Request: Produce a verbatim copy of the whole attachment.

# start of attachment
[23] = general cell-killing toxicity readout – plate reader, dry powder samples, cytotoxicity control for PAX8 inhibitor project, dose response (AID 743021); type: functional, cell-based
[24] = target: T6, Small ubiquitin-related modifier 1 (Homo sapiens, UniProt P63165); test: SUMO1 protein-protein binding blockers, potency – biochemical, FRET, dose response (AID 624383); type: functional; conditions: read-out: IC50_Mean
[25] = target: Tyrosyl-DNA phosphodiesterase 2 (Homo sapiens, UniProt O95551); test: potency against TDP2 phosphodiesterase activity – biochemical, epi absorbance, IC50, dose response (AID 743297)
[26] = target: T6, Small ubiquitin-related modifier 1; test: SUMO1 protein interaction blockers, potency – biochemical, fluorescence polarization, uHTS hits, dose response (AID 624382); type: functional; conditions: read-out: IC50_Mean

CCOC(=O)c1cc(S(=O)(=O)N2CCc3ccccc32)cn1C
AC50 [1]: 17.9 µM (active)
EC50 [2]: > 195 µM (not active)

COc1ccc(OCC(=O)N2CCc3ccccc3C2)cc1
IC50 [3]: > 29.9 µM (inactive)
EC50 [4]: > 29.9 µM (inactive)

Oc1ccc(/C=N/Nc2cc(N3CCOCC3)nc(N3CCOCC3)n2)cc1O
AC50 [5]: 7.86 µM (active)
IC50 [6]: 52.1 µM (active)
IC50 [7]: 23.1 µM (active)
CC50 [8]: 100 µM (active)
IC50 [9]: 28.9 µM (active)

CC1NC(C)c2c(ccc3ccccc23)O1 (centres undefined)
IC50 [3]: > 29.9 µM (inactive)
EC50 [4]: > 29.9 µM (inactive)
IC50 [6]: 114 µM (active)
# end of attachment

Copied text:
[23] = general cell-killing toxicity readout – plate reader, dry powder samples, cytotoxicity control for PAX8 inhibitor project, dose response (AID 743021); type: functional, cell-based
[24] = target: T6, Small ubiquitin-related modifier 1 (Homo sapiens, UniProt P63165); test: SUMO1 protein-protein binding blockers, potency – biochemical, FRET, dose response (AID 624383); type: functional; conditions: read-out: IC50_Mean
[25] = target: Tyrosyl-DNA phosphodiesterase 2 (Homo sapiens, UniProt O95551); test: potency against TDP2 phosphodiesterase activity – biochemical, epi absorbance, IC50, dose response (AID 743297)
[26] = target: T6, Small ubiquitin-related modifier 1; test: SUMO1 protein interaction blockers, potency – biochemical, fluorescence polarization, uHTS hits, dose response (AID 624382); type: functional; conditions: read-out: IC50_Mean

CCOC(=O)c1cc(S(=O)(=O)N2CCc3ccccc32)cn1C
AC50 [1]: 17.9 µM (active)
EC50 [2]: > 195 µM (not active)

COc1ccc(OCC(=O)N2CCc3ccccc3C2)cc1
IC50 [3]: > 29.9 µM (inactive)
EC50 [4]: > 29.9 µM (inactive)

Oc1ccc(/C=N/Nc2cc(N3CCOCC3)nc(N3CCOCC3)n2)cc1O
AC50 [5]: 7.86 µM (active)
IC50 [6]: 52.1 µM (active)
IC50 [7]: 23.1 µM (active)
CC50 [8]: 100 µM (active)
IC50 [9]: 28.9 µM (active)

CC1NC(C)c2c(ccc3ccccc23)O1 (centres undefined)
IC50 [3]: > 29.9 µM (inactive)
EC50 [4]: > 29.9 µM (inactive)
IC50 [6]: 114 µM (active)